The Battle of Gettysburg
RARE GLIMPSES INTO THE BATTLE OF GETTYSBURG AND THE CIVIL WAR
This website does not just contain average Battle of Gettysburg information. It includes a first hand account of the battle by an actual Gettysburg Civil War Veteran as well as other witnesses, and also contains links to different oddities about the battle and site. You will learn about ghosts & spirits at Gettysburg, animal mascots in the battle, Civil War uniforms, really cool vintage Gettysburg photos, the best Gettysburg Bed and Breakfast locations and also has an opportunity to buy actual Civil War relics and collectible information.
Gettysburg photo from Google Images Creative Commons and is in the Public Domain.
My Interest in Gettysburg
I have always been interested in the Civil War and of the greatest battle of that war at Gettysburg. I have visited there several times and even took a auto driven tour with a man who knew many veterans of the battle. Gettysburg was the most pivotal battle in the Civil War and I found the article in this website in a very old publication from the early 1900's in the Public Domain. It is a first hand account of the battle from a veteran. This is a perspective you don't hear very often.
I hope you are as interested in this information as I am and hope you enjoy this website!
Battle of Gettysburg and Other Cool Civil War Items From Amazon
VETERAN H.M. HOWELL ON GETTYSBURG
A FIRST HAND ACCOUNT BY PARTICIPANTS IN THE BATTLE OF GETTYSBURG
This is a public domain account of the Battle of Gettysburg by actual participant and witnesses. This was published in 1913.
VETERAN H.M. HOWELL ON GETTYSBURG
The attack of Hood's Division of Longstreet's Corps, consisting of the Brigades of Laws, Benning, Anderson and Robeson was made at 4 o'clock p.m. on the second of July, on Wards Brigade of Sickles Corps, which with the Fourth N.Y. Independent Battery were stationed on the extreme left of the Union army.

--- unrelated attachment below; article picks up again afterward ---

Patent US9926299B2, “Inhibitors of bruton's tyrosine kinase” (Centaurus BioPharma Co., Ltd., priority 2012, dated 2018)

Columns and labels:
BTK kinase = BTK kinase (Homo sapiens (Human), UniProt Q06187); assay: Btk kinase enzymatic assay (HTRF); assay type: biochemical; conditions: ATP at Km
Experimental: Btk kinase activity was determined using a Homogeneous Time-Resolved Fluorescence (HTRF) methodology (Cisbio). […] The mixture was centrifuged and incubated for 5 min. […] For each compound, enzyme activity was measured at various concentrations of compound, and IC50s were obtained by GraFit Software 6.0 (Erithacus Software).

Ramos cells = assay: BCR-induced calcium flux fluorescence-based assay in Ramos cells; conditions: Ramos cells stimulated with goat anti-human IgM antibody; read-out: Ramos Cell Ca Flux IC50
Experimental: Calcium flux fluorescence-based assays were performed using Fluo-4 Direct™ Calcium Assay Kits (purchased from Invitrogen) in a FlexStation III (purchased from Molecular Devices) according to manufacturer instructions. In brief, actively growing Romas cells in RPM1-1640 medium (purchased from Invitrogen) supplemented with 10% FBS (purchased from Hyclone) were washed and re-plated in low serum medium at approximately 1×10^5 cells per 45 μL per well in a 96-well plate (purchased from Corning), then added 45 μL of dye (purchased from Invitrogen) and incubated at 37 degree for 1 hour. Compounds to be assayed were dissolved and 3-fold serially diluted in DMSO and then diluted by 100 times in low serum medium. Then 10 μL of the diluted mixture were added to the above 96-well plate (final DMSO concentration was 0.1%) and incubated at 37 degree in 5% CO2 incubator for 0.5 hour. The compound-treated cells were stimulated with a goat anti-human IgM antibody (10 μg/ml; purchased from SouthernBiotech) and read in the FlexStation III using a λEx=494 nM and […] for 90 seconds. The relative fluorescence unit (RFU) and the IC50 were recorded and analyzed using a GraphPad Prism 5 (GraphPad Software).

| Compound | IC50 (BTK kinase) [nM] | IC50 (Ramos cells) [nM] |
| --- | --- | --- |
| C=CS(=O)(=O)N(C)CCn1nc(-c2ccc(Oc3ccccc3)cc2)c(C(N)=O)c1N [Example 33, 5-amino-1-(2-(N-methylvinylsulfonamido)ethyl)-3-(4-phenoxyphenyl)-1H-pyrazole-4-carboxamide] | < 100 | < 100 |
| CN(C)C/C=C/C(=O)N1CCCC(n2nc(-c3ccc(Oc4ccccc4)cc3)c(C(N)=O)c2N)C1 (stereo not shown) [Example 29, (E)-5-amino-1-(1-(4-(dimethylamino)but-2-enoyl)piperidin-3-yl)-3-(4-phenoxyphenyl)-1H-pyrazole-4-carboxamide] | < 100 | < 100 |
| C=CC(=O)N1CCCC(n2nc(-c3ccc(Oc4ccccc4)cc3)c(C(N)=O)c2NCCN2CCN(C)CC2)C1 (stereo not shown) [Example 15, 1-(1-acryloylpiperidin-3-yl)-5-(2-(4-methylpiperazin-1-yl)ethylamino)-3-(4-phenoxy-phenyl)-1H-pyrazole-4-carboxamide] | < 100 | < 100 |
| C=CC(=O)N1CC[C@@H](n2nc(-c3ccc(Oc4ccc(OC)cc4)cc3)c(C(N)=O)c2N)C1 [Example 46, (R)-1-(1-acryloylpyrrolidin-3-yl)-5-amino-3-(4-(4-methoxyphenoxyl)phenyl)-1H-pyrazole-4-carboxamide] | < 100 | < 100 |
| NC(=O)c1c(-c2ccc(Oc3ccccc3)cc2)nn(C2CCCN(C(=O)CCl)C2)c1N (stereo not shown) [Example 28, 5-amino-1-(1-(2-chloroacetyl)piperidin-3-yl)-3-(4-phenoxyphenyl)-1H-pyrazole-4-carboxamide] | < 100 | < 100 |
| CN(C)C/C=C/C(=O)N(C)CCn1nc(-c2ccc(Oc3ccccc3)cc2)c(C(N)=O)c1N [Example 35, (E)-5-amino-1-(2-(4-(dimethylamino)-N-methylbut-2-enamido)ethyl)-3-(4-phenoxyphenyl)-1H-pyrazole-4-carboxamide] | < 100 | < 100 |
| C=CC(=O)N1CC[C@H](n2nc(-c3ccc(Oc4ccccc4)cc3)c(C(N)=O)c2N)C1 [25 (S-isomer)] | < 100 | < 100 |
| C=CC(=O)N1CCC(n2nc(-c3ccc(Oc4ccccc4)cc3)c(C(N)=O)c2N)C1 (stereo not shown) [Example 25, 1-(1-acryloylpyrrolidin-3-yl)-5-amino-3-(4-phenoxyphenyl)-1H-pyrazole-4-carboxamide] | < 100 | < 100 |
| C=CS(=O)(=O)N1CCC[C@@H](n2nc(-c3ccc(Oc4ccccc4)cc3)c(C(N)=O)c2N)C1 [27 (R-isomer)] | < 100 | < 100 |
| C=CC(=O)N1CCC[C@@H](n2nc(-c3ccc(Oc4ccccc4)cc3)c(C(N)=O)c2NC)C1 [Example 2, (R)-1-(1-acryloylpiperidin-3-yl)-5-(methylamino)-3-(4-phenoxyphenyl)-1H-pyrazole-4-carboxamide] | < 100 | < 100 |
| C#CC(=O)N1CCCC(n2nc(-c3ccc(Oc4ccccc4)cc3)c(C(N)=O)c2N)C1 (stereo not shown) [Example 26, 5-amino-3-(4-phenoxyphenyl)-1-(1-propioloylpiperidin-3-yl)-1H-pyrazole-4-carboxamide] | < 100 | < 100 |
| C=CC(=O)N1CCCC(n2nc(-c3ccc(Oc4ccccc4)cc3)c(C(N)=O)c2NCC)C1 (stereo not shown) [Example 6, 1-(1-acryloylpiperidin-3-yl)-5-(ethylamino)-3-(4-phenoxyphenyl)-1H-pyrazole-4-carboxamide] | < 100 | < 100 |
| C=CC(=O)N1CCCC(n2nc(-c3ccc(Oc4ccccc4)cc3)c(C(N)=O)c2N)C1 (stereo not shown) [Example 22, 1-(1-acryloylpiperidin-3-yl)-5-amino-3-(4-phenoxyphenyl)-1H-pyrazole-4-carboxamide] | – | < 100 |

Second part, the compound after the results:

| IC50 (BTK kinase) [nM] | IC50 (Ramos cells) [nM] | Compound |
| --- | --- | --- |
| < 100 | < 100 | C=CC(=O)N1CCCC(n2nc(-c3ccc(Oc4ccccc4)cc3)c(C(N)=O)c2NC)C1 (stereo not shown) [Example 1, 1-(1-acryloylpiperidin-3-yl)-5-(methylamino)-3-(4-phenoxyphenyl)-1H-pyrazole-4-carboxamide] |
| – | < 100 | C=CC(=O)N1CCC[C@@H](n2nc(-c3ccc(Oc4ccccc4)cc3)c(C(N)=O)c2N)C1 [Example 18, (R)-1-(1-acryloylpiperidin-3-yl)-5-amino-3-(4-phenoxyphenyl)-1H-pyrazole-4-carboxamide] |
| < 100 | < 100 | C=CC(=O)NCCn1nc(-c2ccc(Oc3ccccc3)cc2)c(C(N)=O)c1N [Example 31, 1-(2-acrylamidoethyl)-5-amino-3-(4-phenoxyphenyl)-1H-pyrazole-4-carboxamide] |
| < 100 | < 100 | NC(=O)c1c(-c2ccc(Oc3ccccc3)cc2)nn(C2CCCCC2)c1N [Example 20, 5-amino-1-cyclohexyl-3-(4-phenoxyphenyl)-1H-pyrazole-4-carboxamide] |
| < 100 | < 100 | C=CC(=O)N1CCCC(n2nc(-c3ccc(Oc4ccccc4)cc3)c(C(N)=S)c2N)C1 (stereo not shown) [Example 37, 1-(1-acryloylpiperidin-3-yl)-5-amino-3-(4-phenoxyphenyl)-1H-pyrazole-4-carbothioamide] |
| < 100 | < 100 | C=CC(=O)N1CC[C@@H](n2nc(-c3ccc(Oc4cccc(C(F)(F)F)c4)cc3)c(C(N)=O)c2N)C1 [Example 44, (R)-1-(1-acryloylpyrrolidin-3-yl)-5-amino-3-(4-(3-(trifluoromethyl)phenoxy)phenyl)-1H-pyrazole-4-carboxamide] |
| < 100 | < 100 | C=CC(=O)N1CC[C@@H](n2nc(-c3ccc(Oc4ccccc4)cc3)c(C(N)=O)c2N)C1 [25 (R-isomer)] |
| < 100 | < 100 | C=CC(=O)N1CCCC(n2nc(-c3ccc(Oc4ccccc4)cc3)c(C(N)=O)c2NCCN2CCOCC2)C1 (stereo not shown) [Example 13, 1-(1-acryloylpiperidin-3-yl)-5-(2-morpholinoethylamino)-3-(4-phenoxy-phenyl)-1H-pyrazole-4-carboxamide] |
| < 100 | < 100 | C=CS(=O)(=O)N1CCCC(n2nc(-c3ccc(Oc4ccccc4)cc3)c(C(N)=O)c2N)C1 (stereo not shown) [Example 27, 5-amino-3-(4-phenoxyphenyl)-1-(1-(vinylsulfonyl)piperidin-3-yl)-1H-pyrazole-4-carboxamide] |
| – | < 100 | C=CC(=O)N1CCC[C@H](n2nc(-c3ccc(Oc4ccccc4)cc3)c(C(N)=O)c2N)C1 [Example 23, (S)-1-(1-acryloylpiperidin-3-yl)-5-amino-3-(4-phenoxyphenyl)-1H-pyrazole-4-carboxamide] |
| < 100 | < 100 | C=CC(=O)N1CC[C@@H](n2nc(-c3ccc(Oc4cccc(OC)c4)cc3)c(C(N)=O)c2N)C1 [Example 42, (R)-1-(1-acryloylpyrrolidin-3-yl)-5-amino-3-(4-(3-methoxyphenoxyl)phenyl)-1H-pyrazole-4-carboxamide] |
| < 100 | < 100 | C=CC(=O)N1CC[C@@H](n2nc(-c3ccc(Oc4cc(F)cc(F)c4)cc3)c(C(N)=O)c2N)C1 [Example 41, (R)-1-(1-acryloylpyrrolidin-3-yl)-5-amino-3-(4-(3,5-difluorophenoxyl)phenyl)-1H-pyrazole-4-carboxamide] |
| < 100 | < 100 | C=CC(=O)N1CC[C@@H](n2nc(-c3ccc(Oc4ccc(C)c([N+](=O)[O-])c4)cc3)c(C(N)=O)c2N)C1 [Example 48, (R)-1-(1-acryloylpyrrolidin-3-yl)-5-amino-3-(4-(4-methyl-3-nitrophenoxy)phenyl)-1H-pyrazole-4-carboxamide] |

Gen. Lee's order required that the right Brigade (Law's of Hood's division) should attack first, after which the movement should be taken up by brigades successively to the left, expecting to break the line of Ward's brigade on the Union left, this letting the Confederate troops in the rear of Sickles' Corps, with the intention of routing the line from behind; and as Lee had four lines of battle, he was fully justified in expecting such a result.
But, the single line of Ward's Brigade had been moved forward by Gen. Sickles to a strong position at "Devil's Den" and were posted in such a way that their strength was unknown to the attacking force. The guns of Smith's Fourth N.Y. Battery had been posted on the top of a rocky ridge at "Devil's Den" and as the Confederate lines approached, were served very effectively causing considerable delay and much loss of life to the enemy. The Union Infantry was kept under cover while the artillery duel was fought.
Finally, the Confederate force came creeping up the hill and were among Smith's guns when Col. Ellis gave the order to "up and at them, my hearties." The struggle was on, and for two hours and a half, the fiercest kind of battle was waged around and among Smith's guns.